It was March 2019. They’d begun a wonderful relationship 10 months earlier, and they were about to leave on a dream trip to Southeast Asia.
“You know what?” he told her. “I'm staying. I'm going to step up to the plate and be the person that you think I am.”
That was the first joyful moment for Kanarek since a devastating diagnosis blindsided her.
It had all started with a backache — a recurring problem because of her scoliosis. She went to the doctor for an epidural, but her insurance required an X-ray for payment.
That’s when they found a mass on her lung.
Kanarek, who lives in Laguna Beach, California, made an appointment with an oncologist at an Orange County medical center — then took a fall one night getting up from the couch. Her leg had gone completely numb, if only for a short time.
“A day later, I was having dinner with a friend, and I noticed my hand-body coordination was a little off,” she said. “The next morning when I woke up, I couldn’t move the entire left side of my body.”
An ambulance took her to a local trauma center, where scans revealed not only the mass in her chest, but another large mass and five smaller ones in her brain.
They tried to biopsy the lung mass, but there was so much necrotic tissue they failed to get a sample. The main priority, though, was removing the large brain tumor. A biopsy could be taken from that.
The diagnosis was nonsmall cell PD-L1 positive lung cancer that had metastasized to the brain. Kanarek had GammaKnife radiation to destroy the remaining smaller brain tumors, then something had to be done about the tumor in her lung.
After getting opinions from other cancer institutes and researching doctors on her own, she decided on Ravi Salgia, M.D., Ph.D., the Arthur & Rosalie Kaplan Chair in Medical Oncology at City of Hope, known for his expertise in lung diseases.
“From my first day at City of Hope, I knew things would be different,” she said. “A woman named Lupe Santana, who’s one of the patient coordinators there, met me and walked me through the entire day and everything that was going to happen.”
She also had her first meeting with Salgia.
“He is totally earnest, honest, educated and compassionate,” she said. “He listens, and he explains things in a very linear, no BS fashion that really appeals to my brain.”
Salgia recalled that first meeting, when he told her about City of Hope’s focus on personalized, precision medicine tailored to each individual.
“I found her to be a very energetic woman, who was asking good questions and looking for answers,” he said. “I explained that while we had to be aggressive in our approach, we also had to think about the specific characteristics of her cancer, about any genetic or protein abnormalities, and whether there might be targeted therapies available.”
Further testing showed that the concentration of PD-L1 in Kanarek’s cancer cells was 90%, which made her a good candidate for an immunotherapy that specifically targeted it.
PD-L1 is a protein whose normal function is to stop the immune system’s T cells from attacking the body’s own cells, thus preventing autoimmune diseases. But a large amount of PD-L1 in cancer cells can also keep the immune system from attacking the cancer, leaving it free to grow and spread.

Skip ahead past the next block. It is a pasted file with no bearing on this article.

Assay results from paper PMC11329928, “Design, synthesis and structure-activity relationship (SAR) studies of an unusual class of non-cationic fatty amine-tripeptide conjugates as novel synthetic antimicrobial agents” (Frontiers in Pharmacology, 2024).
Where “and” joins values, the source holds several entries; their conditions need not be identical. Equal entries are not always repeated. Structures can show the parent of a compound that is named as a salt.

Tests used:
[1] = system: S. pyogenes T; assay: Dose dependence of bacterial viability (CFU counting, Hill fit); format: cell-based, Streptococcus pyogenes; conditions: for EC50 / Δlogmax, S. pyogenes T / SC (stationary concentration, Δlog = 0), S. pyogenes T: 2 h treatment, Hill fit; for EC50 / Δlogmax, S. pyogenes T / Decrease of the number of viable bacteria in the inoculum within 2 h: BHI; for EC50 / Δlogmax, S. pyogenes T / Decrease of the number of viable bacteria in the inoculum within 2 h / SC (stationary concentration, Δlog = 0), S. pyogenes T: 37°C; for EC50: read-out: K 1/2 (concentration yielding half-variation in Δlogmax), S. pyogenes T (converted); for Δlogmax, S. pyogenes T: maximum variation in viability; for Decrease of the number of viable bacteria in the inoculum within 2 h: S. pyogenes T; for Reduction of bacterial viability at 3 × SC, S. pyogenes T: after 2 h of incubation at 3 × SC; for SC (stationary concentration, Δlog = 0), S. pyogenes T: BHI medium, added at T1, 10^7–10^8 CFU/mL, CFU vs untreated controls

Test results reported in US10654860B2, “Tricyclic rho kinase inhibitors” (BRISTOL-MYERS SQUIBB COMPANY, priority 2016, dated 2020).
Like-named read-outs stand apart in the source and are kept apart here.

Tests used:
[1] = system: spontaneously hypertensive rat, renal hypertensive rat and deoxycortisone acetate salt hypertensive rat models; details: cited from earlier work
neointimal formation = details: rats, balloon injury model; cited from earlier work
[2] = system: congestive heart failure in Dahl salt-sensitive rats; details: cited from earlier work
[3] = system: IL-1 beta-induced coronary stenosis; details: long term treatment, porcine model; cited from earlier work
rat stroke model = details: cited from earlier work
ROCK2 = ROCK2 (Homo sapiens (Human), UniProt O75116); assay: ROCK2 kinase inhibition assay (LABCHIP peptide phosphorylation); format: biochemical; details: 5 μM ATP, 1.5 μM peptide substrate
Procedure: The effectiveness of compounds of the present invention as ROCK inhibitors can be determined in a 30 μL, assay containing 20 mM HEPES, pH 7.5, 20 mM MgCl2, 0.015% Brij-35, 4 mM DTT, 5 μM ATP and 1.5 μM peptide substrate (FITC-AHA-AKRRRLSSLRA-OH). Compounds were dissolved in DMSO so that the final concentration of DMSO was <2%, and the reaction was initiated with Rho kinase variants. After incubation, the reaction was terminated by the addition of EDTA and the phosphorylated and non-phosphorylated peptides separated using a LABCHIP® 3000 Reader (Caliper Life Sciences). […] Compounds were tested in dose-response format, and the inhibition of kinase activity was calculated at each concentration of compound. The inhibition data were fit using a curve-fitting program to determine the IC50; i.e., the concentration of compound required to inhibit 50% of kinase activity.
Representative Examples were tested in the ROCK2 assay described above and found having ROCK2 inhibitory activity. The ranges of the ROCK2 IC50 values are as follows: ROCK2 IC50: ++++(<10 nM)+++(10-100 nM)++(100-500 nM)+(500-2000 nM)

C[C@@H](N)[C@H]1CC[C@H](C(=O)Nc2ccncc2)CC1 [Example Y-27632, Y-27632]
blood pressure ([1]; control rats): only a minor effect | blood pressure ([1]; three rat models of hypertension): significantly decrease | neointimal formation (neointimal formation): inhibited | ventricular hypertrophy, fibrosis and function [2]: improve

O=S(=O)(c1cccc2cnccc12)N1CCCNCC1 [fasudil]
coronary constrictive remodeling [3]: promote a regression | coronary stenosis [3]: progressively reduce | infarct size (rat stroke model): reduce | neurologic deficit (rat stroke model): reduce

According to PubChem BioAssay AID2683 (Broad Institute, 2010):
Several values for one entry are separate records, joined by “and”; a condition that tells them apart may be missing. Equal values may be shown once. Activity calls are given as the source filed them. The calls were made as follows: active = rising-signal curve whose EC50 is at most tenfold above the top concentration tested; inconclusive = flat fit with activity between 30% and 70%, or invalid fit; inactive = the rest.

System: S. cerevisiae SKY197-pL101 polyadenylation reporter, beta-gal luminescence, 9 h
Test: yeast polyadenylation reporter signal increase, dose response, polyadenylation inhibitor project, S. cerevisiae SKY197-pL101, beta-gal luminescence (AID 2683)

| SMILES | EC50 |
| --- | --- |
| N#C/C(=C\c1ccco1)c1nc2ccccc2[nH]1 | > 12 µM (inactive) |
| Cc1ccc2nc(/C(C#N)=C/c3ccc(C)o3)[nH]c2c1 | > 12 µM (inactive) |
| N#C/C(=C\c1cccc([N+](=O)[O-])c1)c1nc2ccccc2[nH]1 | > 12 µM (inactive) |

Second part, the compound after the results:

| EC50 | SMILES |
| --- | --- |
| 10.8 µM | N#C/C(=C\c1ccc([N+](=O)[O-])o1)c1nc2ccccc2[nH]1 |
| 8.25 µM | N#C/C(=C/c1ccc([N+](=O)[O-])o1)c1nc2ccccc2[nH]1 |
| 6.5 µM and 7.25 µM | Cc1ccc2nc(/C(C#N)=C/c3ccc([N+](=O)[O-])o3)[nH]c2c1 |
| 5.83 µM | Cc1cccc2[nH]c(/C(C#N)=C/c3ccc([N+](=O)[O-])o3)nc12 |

A drug called pembrolizumab (Keytruda), an immune checkpoint inhibitor, was designed to stop the action of PD-L1 so that the immune system can destroy the cancer.
The plan was to keep Kanarek on Keytruda for two years, and the first two treatments went well. But after the third and fourth, she suffered serious side effects.
Her liver and kidneys became inflamed, and she was immediately put on steroids. That took care of the inflammation, but her severe side effects also ended the Keytruda infusions.
Is There a Positive Side to Side Effects?
Despite cutting off immunotherapy, the results Kanarek had after only four treatments, were nothing short of amazing. Keytruda had killed off the cancer in her lung.
“She’s doing great,” said Salgia. “Here we are, two years later, and she is still in remission.”
It seemed extraordinary that a course of treatment prescribed for two years could be that effective after only a few months. But Salgia and his colleagues have just published a study in the journal Cancers that discusses that phenomenon.
“We're finding that the patients who developed toxicities actually have a better survival. Who would have thought that?” he said. “Biologically, the immune system is so involved, it's fighting some of the normal cells as well as the cancer cells.”
The Team Approach to Cancer Care
One of the things that Kanarek appreciates most about City of Hope is the team of professionals looking after her physical and emotional health.
Her multidisciplinary team, quarterbacked by Salgia, includes a radiation oncologist who can zap any suspicious spots that might appear on her regular scans, a nephrologist for her kidneys, a gastroenterologist for her liver and psychological counselors who can provide emotional support.
“City of Hope is like my Disneyland, with occasional nausea attached,” she quipped.
Still, she doesn’t want to give the impression that cancer is a cakewalk.
“I don’t like using the word ‘journey’ because I’m not going anywhere on a cruise,” she said. “This was a real challenge.”
Today, though, you’d have to describe her as a happy woman. She and her boyfriend, Richard Epstein, were married on June 11. They’ll be traveling to New York soon to see her son and his fiancée, take in a few shows, and celebrate their marriage with East Coast friends and family.
And one day soon, she and Epstein hope to take that exotic dream trip they had to postpone.
Kanarek also looks forward to the opening of the new City of Hope cancer center in Irvine, which is closer to home. She plans on getting her scans and infusions there, but will continue making the trip to Duarte to see the practitioners on her team.
“I have a crush on every single one of my doctors,” she said.